The premeditated slaughter of Richard Robison, his wife and four children in the summer of 1968 in northern Michigan has haunted the Great Lakes state. The unsolved murders of the family have fueled inquiries and rampant speculation for four decades, leaving locals weary and the rest of us wondering.
Many writers have examined this case, but until 2008, none ever completed a nonfiction work about one of the worst mass murders in the state's history.
Traverse City author Mardi Link has avoided an apparent curse on the effort to explain what happened to the Robisons. Her new book, When Evil Came to Good Hart [Amazon; B&N], comes out in July from the University of Michigan Press. Michigan has waited a long time for this book.
In 200 crisp pages, the author tells the story with an immediacy that underscores the fact that for many, this tragedy may well have happened last year. The book includes numerous photos and impressive list of sources. It describes the evidence that an exhaustive investigation produced.
Like many suburban Detroiters before and since, the Robisons were trying to escape the crime and traffic (and in the 1960s, the riots) that plagued Detroit when they took an extended vacation in Good Hart, Emmet County, Michigan, at the tip of the mitt. They never came home. On June 25, 1968, a killer or killers murdered the entire family of six in their cottage with two firearms. Afterward, the rage still not spent, the killer(s) moved their bodies and yanked down Mrs. Shirley Robison's clothes.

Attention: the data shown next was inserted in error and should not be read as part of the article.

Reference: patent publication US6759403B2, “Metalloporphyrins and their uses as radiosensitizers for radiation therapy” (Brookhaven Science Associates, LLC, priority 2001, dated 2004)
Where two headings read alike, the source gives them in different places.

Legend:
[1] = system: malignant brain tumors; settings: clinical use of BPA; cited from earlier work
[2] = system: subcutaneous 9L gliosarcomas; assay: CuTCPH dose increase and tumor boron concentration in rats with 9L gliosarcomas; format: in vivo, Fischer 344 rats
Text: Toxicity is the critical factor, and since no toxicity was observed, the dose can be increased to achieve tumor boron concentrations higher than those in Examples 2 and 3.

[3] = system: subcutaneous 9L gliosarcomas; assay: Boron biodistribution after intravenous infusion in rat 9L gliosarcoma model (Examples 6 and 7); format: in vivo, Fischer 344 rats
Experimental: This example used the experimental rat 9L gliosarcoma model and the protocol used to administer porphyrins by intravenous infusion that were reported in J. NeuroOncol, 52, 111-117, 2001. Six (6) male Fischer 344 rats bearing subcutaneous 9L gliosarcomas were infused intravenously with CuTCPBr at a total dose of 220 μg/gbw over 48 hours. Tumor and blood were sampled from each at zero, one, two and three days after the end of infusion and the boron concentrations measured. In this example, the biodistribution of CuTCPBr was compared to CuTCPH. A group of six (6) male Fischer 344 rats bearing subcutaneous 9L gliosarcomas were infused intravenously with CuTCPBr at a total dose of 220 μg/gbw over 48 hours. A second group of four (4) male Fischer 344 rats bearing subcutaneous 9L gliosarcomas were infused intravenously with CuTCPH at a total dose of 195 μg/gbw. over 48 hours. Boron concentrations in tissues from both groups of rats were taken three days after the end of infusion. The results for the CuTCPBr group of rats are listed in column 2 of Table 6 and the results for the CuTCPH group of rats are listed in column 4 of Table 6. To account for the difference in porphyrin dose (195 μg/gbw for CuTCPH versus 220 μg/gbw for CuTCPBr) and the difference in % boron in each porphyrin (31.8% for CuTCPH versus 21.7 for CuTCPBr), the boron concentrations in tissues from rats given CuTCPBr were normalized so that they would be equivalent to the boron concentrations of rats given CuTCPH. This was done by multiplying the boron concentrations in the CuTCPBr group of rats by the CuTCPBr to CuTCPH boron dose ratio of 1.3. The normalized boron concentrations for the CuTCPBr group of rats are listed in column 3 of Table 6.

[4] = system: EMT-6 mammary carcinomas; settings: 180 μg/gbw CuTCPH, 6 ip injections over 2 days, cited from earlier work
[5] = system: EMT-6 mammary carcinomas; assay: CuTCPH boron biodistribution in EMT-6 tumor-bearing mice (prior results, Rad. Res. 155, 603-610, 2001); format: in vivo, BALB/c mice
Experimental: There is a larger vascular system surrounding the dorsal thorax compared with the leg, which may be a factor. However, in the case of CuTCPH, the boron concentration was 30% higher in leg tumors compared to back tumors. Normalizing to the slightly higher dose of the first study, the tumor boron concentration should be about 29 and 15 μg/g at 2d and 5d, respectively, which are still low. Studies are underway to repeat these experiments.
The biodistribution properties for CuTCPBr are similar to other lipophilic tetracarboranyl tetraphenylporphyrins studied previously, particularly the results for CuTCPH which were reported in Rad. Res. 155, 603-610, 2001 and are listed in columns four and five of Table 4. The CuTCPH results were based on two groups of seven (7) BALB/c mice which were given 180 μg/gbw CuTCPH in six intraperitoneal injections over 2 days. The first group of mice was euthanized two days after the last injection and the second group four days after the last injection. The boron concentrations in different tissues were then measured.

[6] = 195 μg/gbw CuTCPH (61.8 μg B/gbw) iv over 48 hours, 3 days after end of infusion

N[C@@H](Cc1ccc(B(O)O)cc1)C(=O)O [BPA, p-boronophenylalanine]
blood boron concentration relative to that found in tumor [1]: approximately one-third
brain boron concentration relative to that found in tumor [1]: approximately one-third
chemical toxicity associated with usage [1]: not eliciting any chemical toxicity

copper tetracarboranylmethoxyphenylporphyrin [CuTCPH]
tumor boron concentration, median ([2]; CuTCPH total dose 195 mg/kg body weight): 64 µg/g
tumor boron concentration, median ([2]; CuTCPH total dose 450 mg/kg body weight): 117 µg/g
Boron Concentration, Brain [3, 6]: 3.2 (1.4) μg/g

The Robisons weren't found for a month -- not until the cottage's caretaker could no longer ignore the smell. The case exploded onto the front pages of newspapers everywhere. The image above is from NewspaperArchive.com.
Author Link had a tough task. The stale crime scene was second only in its horrifying impact to the fact of the murders themselves. She has stepped carefully, avoiding maudlin or graphic descriptions, tamping down on the gut-punch of this abbatoir, to focus on the questions everyone wants answered: Who? And why?
There is no cut-and-dried answer, but from what evidence there is, some conclusions can be drawn. For one thing, the business and personal activities of Richard Robison, patriarch (and judging by the gunshot wounds, the primary target), were, as the author aptly puts it, "just plain weird." As the owner of an advertising business, Robison, it appears, routinely defrauded his clients and fondled his secretaries while battling a profound mental illness. And he apparently drove someone into a murderous rage.
Bullet casings and shoeprints from the crime scene were the only strong evidence that the case ever really produced. Readers who are willing to draw fair and logical inferences from that evidence will not be left to wonder who cruelly murdered this family as they played cards in their backwoods retreat.
The question of why is less easily answered -- in nonfiction, at least. Two fiction books about the case are Dead End by James Pecora and The Tarished Eye by Judith Guest. But Mardi Link deserves the honor of being the first nonfiction writer to take on this bizarre multiple murder and replacing rumor with reporting, innuendo with fact, and an unsettling mystery with some clear answers. Hopefully When Evil Came to Good Hart will cleanse the stains from a community that deserves to be known foremost for its exquisite scenery, freshwater catches, lakeshore sunsets, and the smell of pine trees, and not for rumors of mysterious murders.
Visit the author's website
Read the review and story from the Traverse City Record-Eagle (just ignore the nonsense about how William Roughead "launched" true crime and Truman Capote made it modern. Sheesh. That's what happens when a reporter relies on Wikipedia.)